9 reasons to stop issuing RFQs for factory automation equipment


Far too many companies still issue requests for quotes (RFQs) when procuring new automation equipment. How can you shop the market without comparing costs?

As global competition heats up and manufacturers increasingly outsource everything but core competencies, the time-honored tradition of RFQs is looking more and more outdated. In this blog, we examine nine reasons to think more about strategic procurement and less about RFQs to optimize the CAPEX process.

1. RFQs only tell you about purchase cost, not all the other costs

RFQs are great for getting exact prices for a given piece of equipment (typically less than 50% of TC0), but not very helpful for understanding total costs of ownership (TCO). You need to think of installation, maintenance, training, ease of modifying equipment or expanding production, and all the rest, too.

Procurement typically strives to reduce investment with the consequence that maintenance costs grow and the potential for efficiency is reduced. Too rarely do purchasing departments consider future equipment upgrades to obtain better quality and higher throughput.

Both purchasing and the vendor need to understand costs and cost drivers – as well as value and value drivers – then de-bundle them, for example by considering:

·         Time from idea to installation

·         Costs from cradle to grave

·         Quality and how this is affected or not

·         Throughput and production efficiency upgrades – including what might be possible in the future

·         Software and other updates

·         HR implications

           - Qualifications and number of people to run and maintain

           - Training – time, money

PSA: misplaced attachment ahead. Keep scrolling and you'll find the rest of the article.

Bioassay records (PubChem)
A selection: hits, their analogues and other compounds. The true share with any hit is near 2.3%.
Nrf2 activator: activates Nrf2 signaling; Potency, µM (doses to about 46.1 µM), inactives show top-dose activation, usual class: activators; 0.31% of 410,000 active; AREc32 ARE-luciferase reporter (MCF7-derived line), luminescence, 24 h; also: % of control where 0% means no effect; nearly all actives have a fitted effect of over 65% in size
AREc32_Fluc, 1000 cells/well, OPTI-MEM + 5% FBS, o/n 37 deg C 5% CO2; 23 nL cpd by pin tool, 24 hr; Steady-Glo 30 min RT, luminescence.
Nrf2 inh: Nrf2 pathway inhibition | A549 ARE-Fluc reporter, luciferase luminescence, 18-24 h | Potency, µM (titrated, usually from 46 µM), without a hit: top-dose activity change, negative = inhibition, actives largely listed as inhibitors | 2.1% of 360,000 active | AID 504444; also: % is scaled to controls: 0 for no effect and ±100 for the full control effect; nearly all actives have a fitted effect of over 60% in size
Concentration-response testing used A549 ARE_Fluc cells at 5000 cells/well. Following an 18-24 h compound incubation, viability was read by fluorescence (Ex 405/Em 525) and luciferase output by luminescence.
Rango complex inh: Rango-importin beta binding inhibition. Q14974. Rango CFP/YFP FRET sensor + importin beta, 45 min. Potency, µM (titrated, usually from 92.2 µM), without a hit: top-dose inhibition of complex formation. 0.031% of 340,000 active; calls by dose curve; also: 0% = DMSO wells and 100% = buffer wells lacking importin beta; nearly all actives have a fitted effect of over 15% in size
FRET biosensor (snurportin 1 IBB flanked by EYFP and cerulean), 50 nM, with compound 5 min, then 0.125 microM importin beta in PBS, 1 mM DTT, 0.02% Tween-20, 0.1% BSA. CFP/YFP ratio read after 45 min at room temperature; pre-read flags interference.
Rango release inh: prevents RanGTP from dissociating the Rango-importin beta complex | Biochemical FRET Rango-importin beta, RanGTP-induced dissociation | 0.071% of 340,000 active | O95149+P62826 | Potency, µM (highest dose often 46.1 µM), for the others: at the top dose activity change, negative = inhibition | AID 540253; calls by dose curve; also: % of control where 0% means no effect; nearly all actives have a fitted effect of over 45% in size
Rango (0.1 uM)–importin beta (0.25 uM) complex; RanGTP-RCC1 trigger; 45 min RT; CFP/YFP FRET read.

·         Service intervals, maintenance costs, etc.

·         Changeover delays from batch to batch and over time

2. RFQs make the scope of decision too small

RFQs make it too easy to put all the focus on one thing only (the purchase price), which the Excel boys can easily understand, and to overlook not just TCO and activity-based costing, but other important factors that may be affected by the purchase of the equipment, including:

·         HR

·         Sustainability

·         Competitiveness

·         Flexibility regarding future changes

A broader partnership includes other parts of the organization, in addition to procurement, to ensure that the purchase decision is based on as much information as possible.

3. RFQs are slow

RFQs slow down the procurement process: they take too long to write if they’re going to be useful, then you wait for the quotes. The installation process is often overlooked in terms of time.

Often, 6-12 months could have been used smarter – and made a difference to the bottom line far more quickly.

4. RFQs limit innovation

If you’re lucky, a good RFQ process will give you exactly what you ask for.

But how can you ask for something you’ve never even imagined?